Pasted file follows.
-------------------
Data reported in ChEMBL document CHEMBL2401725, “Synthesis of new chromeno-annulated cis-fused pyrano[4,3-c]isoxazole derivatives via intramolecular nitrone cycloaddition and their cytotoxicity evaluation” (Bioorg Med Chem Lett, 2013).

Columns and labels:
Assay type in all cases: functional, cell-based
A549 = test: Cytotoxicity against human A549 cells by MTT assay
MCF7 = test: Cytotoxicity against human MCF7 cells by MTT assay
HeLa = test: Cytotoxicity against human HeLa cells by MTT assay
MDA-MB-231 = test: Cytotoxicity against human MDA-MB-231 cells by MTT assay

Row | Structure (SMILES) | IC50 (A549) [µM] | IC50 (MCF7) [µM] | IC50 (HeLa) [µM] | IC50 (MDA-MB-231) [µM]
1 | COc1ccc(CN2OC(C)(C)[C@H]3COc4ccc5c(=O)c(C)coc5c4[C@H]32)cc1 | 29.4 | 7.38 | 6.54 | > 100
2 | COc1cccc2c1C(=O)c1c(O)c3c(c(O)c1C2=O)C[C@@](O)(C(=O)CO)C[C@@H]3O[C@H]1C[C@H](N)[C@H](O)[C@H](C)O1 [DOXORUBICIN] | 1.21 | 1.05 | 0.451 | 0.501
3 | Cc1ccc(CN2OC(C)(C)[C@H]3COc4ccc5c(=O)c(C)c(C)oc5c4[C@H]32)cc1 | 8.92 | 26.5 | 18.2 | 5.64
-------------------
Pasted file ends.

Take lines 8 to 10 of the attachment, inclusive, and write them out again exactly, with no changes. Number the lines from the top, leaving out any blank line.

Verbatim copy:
Row | Structure (SMILES) | IC50 (A549) [µM] | IC50 (MCF7) [µM] | IC50 (HeLa) [µM] | IC50 (MDA-MB-231) [µM]
1 | COc1ccc(CN2OC(C)(C)[C@H]3COc4ccc5c(=O)c(C)coc5c4[C@H]32)cc1 | 29.4 | 7.38 | 6.54 | > 100
2 | COc1cccc2c1C(=O)c1c(O)c3c(c(O)c1C2=O)C[C@@](O)(C(=O)CO)C[C@@H]3O[C@H]1C[C@H](N)[C@H](O)[C@H](C)O1 [DOXORUBICIN] | 1.21 | 1.05 | 0.451 | 0.501